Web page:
Interviews

Published

Mid-sized firms drive UK economy past pre-crisis peak

2 Mins

The figures show that the economy grew by 0.8 per cent in the second quarter of 2014, driven predominantly by the service sector but also a small boost in the manufacturing sector. Agriculture and construction both contracted.

The news follows IMF predictions yesterday that Britain will see 3.2 per cent annual growth by the end of 2014 – the fastest of any country in the G7.

The chancellor, George Osborne, took to Twitter to respond to the news: 

Figures from GE Capital suggest that growth is driven in part by Britain’s mid-sized businesses, which are set to grow by 6.1 per cent this year – the equivalent of £133bn.

GE Capital’s chief exec, Ilaria del Beato, said: “They are taking on the growth challenge from all directions, investing in exports, training, R&D and planning to add an estimated 326,000 jobs this year.”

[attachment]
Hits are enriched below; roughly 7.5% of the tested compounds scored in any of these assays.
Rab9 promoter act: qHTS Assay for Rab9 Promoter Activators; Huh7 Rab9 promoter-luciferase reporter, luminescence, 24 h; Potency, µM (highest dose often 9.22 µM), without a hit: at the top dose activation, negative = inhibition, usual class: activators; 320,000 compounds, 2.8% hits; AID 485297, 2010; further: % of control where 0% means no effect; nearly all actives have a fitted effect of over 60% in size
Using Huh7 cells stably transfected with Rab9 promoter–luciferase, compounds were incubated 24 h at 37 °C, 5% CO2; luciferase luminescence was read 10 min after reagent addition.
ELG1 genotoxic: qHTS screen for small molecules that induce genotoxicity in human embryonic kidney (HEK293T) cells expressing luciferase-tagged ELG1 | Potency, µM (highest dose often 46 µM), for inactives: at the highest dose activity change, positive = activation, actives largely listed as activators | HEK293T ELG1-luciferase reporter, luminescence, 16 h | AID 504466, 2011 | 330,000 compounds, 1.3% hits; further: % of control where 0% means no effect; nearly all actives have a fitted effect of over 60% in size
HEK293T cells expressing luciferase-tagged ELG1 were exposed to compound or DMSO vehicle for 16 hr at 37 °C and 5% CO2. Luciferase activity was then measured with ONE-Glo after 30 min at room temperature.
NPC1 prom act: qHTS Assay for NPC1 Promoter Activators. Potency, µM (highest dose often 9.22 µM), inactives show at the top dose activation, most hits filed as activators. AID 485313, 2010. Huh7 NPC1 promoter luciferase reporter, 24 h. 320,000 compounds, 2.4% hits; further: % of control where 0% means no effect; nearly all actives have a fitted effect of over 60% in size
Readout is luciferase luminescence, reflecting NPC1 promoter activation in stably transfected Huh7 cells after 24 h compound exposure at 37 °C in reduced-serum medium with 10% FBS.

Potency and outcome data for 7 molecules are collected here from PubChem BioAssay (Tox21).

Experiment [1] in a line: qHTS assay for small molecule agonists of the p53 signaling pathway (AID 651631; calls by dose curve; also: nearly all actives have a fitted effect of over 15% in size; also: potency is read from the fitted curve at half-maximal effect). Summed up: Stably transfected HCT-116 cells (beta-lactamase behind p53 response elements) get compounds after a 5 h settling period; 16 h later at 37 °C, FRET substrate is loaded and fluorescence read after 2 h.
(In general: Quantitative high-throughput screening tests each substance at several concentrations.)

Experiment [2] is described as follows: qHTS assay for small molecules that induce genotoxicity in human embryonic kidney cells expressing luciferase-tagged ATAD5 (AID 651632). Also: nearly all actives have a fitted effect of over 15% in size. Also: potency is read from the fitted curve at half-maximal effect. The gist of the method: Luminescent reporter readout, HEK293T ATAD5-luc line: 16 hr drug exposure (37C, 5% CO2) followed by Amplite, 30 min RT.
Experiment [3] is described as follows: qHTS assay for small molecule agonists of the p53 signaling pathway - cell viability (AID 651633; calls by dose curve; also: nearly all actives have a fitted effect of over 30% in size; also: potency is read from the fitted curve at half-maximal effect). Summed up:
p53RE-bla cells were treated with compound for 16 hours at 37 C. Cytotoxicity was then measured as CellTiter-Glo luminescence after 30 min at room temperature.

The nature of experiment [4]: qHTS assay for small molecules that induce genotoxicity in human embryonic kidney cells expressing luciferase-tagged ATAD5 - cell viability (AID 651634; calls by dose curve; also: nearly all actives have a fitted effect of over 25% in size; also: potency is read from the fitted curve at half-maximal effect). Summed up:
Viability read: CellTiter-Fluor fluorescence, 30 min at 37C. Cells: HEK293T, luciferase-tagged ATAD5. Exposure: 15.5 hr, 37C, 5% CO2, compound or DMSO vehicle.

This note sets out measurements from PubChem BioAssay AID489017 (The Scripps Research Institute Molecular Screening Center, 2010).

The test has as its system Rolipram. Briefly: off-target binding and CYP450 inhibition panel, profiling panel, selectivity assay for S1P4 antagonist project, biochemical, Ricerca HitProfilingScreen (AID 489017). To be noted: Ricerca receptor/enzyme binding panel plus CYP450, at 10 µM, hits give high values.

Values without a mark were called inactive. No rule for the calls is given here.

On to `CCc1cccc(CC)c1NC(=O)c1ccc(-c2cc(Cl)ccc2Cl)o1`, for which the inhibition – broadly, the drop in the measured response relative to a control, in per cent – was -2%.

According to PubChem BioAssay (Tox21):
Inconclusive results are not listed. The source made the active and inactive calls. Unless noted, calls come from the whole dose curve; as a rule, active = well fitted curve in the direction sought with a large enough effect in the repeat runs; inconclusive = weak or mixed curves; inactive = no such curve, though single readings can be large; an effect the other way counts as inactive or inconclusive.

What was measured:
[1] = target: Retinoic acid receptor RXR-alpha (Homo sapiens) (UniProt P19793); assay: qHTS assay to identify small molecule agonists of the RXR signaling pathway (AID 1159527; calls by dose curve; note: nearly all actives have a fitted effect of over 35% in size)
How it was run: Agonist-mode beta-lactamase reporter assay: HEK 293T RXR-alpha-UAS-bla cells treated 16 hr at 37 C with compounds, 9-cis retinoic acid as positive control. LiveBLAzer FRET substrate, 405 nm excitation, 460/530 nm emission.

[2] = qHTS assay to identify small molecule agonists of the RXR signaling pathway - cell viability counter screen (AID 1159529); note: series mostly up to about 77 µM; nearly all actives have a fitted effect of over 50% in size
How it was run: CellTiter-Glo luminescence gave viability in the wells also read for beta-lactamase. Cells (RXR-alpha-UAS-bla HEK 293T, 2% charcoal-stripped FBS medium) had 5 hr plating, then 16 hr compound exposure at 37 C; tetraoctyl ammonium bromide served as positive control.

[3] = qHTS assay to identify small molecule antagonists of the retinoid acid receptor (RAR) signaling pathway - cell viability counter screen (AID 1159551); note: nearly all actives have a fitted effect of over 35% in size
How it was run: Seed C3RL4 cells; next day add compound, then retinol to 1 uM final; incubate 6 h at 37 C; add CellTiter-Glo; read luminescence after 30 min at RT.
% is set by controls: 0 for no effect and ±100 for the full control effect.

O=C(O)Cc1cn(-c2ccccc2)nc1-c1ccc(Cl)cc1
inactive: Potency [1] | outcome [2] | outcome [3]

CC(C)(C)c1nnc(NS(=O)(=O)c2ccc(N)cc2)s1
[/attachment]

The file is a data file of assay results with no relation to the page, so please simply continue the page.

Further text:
It’s worth remembering however that due to population growth, GDP per head is still lagging behind, and is estimated to be around 5 per cent less than in 2008. The recovery is also estimated to have been the slowest in more than 100 years. 

A survey by Close Brothers Invoice Finance earlier this week found that almost 4 in 5 SME leaders were not confident in the steady recovery of the economy, with around half expecting their outlook to remain the same for the coming year.

John Allan, national chairman of the Federation of Small Businesses, today said that small firms were still struggling with access to finance and late payments in particular.

He said: “Small businesses are keen to take advantage of the steadily improving economic conditions, with two thirds of FSB members actively seeking to grow their business in the next 12 months. But this is not the time for Government to become complacent.”

Image source

Share this story

Augmented reality: Future workplace to make us smarter
First ‘map’ of oil & gas labour market commissioned
Send this to a friend